The three views to wri? ng to an audience are classical, cogni? ve, and social views. They all vary in their own aspects, but all of them have great methods for wri? ng. Classical view is the same as classical wri? ng from our classical world. It is comprised of di? erent components: theory, analysis and imita? on, and prac? ce, classical view has to do with an audience that is iden?? able age, demographics, religion is appropriate for and audience that we do not know. It helps writers prac? ce gramma? cal, logical, and rhetorical skills, as well as thoughts of imita? on and persuasive communica? on.
A cogni? ve view has to do with the way a writer transfers his ideas together to an unknown audience. In this view, writers analyze how people process and read the informa? on presented to them, in term the writer uses his mo? va? on to consider the level of his audience. A good example would be reading a textbook, the ideas designed to teach or inform unknown audiences. There are highlighted ideas as if a textbook would have to help guide you through the book to make it a whole.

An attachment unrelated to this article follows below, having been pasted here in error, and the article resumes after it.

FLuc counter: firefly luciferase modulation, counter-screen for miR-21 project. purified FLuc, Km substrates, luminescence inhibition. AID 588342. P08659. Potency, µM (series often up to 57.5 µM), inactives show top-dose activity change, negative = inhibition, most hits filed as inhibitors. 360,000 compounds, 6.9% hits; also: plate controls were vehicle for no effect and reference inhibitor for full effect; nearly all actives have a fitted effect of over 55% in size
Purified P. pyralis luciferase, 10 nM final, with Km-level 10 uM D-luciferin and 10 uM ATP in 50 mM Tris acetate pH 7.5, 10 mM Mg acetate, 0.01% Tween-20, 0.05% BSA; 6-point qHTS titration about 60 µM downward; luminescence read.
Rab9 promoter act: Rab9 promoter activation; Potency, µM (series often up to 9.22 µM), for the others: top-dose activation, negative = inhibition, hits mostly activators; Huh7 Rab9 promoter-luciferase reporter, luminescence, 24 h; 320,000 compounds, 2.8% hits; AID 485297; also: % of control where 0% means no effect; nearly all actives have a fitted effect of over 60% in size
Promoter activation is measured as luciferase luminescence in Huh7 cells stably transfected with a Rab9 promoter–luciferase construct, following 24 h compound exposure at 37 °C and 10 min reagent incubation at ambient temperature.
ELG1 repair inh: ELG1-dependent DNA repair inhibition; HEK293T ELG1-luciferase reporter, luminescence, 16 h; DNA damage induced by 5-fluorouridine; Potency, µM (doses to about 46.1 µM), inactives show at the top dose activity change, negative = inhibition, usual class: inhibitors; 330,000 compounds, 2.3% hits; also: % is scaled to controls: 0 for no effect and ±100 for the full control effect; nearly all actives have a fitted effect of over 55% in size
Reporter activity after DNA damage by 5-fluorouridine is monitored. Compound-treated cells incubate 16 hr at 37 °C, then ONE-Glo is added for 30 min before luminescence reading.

Social view is more speci? c and dependent on what one is wri? ng. Social view style comes from some type of interac? on, which is predominantly used to a%ract readers on a speci? c topic from talking about things that audience is interested in. I thinking that maybe a social view would be like wri? ng a biography. Alterna? vely, maybe social media? The view that I o’en use in wri? ng is normally cogni? ve. due to the fact that I serve in the military I like to develop my ideas and thoughts ? rst, then guide my audience through my process and possibly to my conclusion.